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Sacramento faith leaders prepare congregants to cope with Texas church killings

Bayside Church prays for Texas shooting victims

Bayside Church Senior Pastor Andrew McCourt shares the church's response to Sunday's church killings in Sutherland Springs, Texas.
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Bayside Church Senior Pastor Andrew McCourt shares the church's response to Sunday's church killings in Sutherland Springs, Texas.

A day after a gunman killed 26 worshipers at a small Baptist church in Texas, Sacramento religious leaders said Monday they want to help their congregants persevere without fear.

Large churches are already well-equipped with security measures to protect their flocks, but smaller congregations among the region’s 600 places of worship can rely only on their faith in God and humanity to protect them.

Two of the largest churches in the region – Bayside Church and Capital Christian Center – have security teams on site.

Capital Christian Pastor Rick Cole Jr. said he will inform congregants Sunday about their own internal security force led by a former Sacramento Police Department officer and others connected by ear pieces.

“We’re going to talk about having a uniformed police officer on campus as a visual deterrent,” Cole said. “We seem to have an escalating environment of division and violence. None of us is guaranteed tomorrow so we pray for our creator to bring peace to our people.”

Bayside has safety teams of retired and active law enforcement officers, said Senior Pastor Andrew McCourt. The congregation includes up to 18,000 worshipers across five campuses in the region.

“Romans 12:21 says we are not to be overcome by evil, but we will overcome evil with good,” McCourt said. “In a world we know is broken, I see much hope coming from the local church. People want to rally together, whether it’s our response to Hurricane Harvey or the Santa Rosa fires.”

McCourt said his father, a police officer in Belfast, Northern Ireland, was shot in the line of duty “during a time of grave conflict, thank God he survived. We are never nervous before service, but always cautious,” he said. “Our safety teams are willing to advise any smaller church that would like help on how to install cameras or provide security.”

Cole, who leads a conservative congregation, said the Texas shooting affirmed his support of “common sense reforms on the rules and procedures for obtaining guns and what kind of guns without taking away the right of our citizens to own a gun. To do nothing doesn’t make sense to me and if we can stop one shooter, it’s worth it.”

The Catholic Diocese of Sacramento, which has a million parishioners spread across 103 churches, is grappling with how to protect them, particularly in small rural churches similar to the one in Sutherland Springs, Texas, said Auxiliary Bishop Myron Cotta.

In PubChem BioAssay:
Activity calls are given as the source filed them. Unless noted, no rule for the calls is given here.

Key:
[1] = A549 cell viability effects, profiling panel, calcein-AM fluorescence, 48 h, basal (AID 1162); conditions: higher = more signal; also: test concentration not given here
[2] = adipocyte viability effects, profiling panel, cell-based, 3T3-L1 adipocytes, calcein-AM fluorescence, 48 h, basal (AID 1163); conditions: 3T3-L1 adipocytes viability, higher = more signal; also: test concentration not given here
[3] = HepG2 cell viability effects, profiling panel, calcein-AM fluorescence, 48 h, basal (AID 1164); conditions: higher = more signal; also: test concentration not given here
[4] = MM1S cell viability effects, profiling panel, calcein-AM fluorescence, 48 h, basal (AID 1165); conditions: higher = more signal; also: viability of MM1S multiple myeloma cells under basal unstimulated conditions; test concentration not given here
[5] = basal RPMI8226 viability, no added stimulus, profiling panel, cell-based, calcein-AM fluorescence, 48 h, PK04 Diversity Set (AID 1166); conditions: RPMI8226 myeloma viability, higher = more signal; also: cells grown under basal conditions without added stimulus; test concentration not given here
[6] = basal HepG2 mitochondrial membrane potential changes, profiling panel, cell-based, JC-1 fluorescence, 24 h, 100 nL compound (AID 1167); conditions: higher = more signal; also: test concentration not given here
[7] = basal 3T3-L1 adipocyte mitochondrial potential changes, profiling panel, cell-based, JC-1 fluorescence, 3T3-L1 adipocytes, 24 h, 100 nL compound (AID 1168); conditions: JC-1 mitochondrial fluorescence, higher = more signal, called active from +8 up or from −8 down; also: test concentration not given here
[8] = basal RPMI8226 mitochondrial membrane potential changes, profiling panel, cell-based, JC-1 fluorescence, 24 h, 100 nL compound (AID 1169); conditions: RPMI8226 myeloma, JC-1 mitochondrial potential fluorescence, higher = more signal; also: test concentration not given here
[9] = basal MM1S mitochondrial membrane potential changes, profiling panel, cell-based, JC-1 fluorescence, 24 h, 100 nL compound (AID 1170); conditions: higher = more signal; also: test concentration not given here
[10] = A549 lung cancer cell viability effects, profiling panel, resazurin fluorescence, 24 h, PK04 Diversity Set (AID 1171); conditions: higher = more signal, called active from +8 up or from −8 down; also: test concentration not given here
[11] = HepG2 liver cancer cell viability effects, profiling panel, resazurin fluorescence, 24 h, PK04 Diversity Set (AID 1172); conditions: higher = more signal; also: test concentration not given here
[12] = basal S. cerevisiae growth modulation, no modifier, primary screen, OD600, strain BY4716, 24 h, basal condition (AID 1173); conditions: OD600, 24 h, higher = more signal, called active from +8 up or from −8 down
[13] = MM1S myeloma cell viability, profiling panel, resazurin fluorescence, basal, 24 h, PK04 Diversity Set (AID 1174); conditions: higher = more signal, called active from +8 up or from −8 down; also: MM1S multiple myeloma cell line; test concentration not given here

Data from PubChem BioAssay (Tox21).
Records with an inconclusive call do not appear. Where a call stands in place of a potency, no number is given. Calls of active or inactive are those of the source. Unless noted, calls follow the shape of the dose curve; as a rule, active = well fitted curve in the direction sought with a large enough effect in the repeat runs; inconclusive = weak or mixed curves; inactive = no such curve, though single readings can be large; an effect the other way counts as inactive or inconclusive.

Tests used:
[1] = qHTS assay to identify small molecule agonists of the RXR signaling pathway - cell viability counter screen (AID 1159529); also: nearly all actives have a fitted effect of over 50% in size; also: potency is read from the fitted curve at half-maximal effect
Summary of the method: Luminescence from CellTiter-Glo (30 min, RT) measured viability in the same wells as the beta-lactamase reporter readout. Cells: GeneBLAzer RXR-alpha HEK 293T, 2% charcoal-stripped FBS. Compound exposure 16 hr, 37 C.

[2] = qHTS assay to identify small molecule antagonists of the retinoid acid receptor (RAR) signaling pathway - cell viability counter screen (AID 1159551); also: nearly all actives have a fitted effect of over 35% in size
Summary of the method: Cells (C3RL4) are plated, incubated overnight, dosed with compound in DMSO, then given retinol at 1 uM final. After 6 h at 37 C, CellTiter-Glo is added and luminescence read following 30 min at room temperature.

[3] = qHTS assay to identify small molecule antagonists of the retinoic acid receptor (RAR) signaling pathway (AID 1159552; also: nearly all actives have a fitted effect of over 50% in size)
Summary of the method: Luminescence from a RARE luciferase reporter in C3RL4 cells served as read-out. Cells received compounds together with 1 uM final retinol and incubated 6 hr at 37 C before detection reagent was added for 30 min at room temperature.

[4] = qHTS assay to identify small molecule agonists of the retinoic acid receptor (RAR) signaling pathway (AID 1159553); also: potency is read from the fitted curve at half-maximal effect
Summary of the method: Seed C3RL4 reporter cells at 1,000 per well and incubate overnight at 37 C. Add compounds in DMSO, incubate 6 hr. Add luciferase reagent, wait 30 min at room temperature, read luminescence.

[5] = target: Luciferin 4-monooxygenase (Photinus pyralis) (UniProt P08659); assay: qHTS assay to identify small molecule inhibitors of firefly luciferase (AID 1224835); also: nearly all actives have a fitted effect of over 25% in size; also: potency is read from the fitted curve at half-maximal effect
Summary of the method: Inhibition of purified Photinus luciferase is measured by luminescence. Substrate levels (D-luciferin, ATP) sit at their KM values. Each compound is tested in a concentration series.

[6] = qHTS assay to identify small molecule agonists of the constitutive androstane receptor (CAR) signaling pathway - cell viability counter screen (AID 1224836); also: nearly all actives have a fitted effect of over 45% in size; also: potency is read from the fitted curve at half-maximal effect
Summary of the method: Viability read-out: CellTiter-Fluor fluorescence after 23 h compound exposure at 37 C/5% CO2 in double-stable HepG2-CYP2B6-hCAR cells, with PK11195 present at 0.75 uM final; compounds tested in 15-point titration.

While the downtown Cathedral has security guards checking people at the front door, and larger churches may have installed security cameras and hired guards, “smaller churches will have to train their users to be more alert,” Cotta said. “We will not be encouraging people with concealed gun permits to bring guns to church, but somebody could have a permit and we would never know it.”

For now, “individual churches will have to make their own decisions,” he said.

St. Michael’s Episcopal Church Rev. Rod Davis, a retired state appellate judge, said he’s actually more concerned “about an overreaction to this incident than I am of some concrete risk of someone walking into our parish and opening fire.”

St. Michael’s is home to a large elementary school, “and the thought that some overreaction would lead to parishioners bringing firearms to a school site is frightening and disturbing,” Davis said. “As a Christian, one of the non-negotiables is to be welcoming to strangers and those in need and to create any sort of environment that is so secure it is unwelcoming is inconsistent with our theology.”

Davis said that it seems people have grown more divisive when “society and certainly Christian communities need to focus on loving our neighbor and trying to understand them.”

Metwalli Amer, founder of SALAM Islamic Center near American River College, said Sacramento may be less susceptible to a Texas-style incident because interfaith leaders have worked hard to promote “empathy, justice, acceptance and hope to make Sacramento a better, safer place to live.”

But other clerics say the fear of someone violent invading their place of worship is very real.

“We just installed security cameras at Tarbiya House, our Islamic center in Roseville,” said Imam M.A. Azeez. “You don’t know what kind of insanity will come from what direction.”

Azeez doesn’t think bringing guns into any place of worship is the answer, but “I understand a very small percentage of people have concealed weapons permits, including some of our parishioners.”

Azeez, who ministers to about 450 people, said he wishes he could afford to have a security team.

“With us it’s even scarier because when we pray we are disconnected from the world, our foreheads are touching the ground thinking of God,” Azeez said. “I don’t think there’s anything we can do to prevent it short of having armed people who stand there and do not pray.”

What makes the Texas church massacre so frightening, Azeez said, “is we’re used to evil that can be explained, like the mafia, terrorists, al-Qaida or ISIS, versus a guy who goes into the church and kills people and we don’t know why or if we can prevent these acts.”

Laura Sussman contributed to this story. Stephen Magagnini: 916-321-1072, @SteveMagagnini

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